The Ministry of Information partners with WHO, UNICEF and UNDP to counter the spread of COVID-19 misinformation in Lebanon

Beirut, 22 April 2020 – As the Lebanese government battles the COVID-19 pandemic, a dangerous epidemic of misinformation has been circulating through different communication channels and in communities since the beginning of the outbreak preventing people to heed official health warnings. To counter the growing scourge of fake news, the Ministry of Information is taking further steps and announced today a new communications response initiative in partnership with WHO, UNICEF and UNDP to flood media and social media with facts and science.

Minister of Information, Dr. Manal Abdel Samad stressed on the many risks linked to fake news: “yesterday, the drop of the coronavirus infections was accompanied by a very dangerous rumour, which is the end of the Corona pandemic in Lebanon. This is a simple sample of misinformation that creates confusion and false hope. Today we announce a new partnership with the UN organizations: World Health Organization, UNICEF, the United Nations Development Program, to tackle the threat of fake news”.

She added: “our partnership includes several phases: a media campaign that we launched today along with a rumour log and at a later stage a website will be launched to verify information.”

Rumours linked to COVID-19 are not only circulating in Lebanon but also across the globe. Conspiracy theories about the origin of the virus and the vaccines being developed to prevent it still arise on a daily basis. Posts or videos that promote unverified treatments and cures have collected thousands of views.

With the support of UNICEF, WHO and UNDP, the Ministry of Information will develop a rumour log to record locally monitored rumours, verify them and provide neutral, accurate, trusted information to each shared rumour. A reporting website will be also available to allow people to report and fact check any news they’ve heard of. A campaign will be disseminating on media and social media widely shared fake news along with their accurate answers.

“The battle against the COVID-19 outbreak is a double-fold struggle with the spread of misinformation that  is harmful and could lead to serious repercussions to the health of individuals and their families,” stated Dr. Iman Shankiti, WHO Representative in Lebanon. “Together with our UN partners and the Ministry of Information we will make sure to counter any and every rumour with solid facts putting the health of the public in the forefront of the fight against the coronavirus pandemic.

“Misinformation leaves children, families and communities, unprotected and vulnerable to the disease, and it also spreads fear and stigmatization”, said Yukie Mokuo, UNICEF Lebanon Representative. “This is a time for science and solidarity. Our collaboration today with the ministry of Information is more crucial than ever to spread the correct information and make it loud and clear amongst families to always consult reliable and trusted sources”.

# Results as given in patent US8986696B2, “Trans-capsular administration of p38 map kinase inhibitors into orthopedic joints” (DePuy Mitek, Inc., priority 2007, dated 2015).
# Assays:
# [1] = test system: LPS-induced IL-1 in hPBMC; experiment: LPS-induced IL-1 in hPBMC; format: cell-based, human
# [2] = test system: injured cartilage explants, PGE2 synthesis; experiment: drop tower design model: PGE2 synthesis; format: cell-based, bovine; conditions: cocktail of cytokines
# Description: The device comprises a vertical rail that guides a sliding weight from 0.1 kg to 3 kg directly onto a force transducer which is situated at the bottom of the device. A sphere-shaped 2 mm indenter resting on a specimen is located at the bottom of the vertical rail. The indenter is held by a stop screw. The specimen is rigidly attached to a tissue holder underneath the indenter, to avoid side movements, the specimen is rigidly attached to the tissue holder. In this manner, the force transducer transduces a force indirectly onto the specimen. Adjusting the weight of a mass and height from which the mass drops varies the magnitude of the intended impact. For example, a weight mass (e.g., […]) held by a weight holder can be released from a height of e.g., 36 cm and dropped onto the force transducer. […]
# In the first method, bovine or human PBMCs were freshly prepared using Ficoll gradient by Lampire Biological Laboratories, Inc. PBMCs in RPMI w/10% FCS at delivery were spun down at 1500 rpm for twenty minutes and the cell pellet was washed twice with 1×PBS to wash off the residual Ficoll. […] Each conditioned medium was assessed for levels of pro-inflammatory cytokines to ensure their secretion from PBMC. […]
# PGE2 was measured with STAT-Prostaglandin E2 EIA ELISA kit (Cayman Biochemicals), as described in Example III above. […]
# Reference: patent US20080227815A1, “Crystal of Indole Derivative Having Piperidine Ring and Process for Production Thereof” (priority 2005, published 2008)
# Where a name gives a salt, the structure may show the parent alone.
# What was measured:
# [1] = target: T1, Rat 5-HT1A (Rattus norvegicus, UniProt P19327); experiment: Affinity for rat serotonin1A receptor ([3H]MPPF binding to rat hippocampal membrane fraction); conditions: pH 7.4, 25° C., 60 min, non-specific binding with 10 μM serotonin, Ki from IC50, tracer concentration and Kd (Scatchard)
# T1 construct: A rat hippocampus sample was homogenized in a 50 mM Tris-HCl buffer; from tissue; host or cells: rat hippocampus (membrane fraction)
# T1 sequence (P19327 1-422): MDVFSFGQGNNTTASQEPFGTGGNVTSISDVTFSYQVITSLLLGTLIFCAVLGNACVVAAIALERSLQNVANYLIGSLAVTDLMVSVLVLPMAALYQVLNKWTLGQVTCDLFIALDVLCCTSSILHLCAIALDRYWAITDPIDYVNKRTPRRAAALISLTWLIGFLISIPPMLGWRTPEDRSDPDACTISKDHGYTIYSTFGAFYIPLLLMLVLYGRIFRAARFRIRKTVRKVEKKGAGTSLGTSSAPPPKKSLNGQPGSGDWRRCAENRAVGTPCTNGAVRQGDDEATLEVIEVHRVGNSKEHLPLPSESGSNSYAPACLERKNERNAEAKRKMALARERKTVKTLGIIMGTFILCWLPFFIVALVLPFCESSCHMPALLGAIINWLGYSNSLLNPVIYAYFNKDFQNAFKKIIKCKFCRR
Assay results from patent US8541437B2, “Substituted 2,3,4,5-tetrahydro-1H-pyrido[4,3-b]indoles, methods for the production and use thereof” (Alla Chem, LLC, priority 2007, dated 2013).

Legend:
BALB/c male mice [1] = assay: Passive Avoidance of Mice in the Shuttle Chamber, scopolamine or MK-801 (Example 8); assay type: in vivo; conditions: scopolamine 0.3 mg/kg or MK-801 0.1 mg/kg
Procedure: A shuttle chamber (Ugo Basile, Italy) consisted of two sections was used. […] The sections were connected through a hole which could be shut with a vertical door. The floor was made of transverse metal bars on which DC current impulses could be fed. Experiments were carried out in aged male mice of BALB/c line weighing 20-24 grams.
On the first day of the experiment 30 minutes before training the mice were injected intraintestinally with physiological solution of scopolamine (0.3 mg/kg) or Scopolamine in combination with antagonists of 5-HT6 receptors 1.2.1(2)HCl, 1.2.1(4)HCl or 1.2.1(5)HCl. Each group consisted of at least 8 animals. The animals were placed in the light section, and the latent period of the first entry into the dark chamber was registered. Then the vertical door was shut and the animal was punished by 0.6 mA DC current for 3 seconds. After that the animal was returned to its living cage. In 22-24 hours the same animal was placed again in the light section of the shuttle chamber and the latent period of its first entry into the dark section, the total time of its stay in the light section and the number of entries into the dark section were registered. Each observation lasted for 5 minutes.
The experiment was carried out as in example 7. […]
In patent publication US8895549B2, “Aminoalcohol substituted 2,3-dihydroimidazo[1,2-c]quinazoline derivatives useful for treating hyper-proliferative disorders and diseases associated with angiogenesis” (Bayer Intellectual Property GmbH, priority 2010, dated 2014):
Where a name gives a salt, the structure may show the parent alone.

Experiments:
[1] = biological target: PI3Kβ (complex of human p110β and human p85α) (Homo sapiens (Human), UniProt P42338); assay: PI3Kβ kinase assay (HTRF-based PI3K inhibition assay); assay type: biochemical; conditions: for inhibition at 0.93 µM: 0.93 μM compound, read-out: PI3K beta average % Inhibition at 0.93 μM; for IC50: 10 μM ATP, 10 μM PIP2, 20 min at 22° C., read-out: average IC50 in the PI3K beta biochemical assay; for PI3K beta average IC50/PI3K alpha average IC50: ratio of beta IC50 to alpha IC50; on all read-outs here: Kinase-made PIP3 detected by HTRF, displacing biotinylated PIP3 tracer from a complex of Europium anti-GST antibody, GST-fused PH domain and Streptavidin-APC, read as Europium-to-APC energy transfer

“As with the courageous front-line healthcare workers engaged against the spread of the virus, we can all join the fight against COVID 19 by promoting facts and science and embracing hope over despair and divisions. As part of our efforts to counter fake news, we have launched with LBCI the “Count to 10” campaign earlier last month and today’s partnership with the Ministry of Information, UNICEF and WHO marks another milestone in strengthening our collective efforts to combat misinformation, and rumors” said Celine Moyroud ,UNDP Resident Representative.

To combat misinformation related to COVID-19, think carefully before sharing any news. Verify the source and its evidence, double-check with trusted sources like the websites of the Ministry of Information, Ministry of Public Health, WHO, UNICEF and UNDP among others.


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WHO is the directing and coordinating authority for health within the United Nations. Our aim is to improve future health prospects for people everywhere. WHO works in coordination with its 194 Member States in six regions, through more than 150 country offices, with a single-minded commitment to improve universal health. Together, we aspire to fight communicable diseases such as influenza or HIV, and noncommunicable diseases such as cancer or heart disease. We help mothers and children to survive and prosper, so that they have every chance of reaching a healthy old age. We monitor the safety of air, food and water, and of medicines and vaccines too. Learn more about us at

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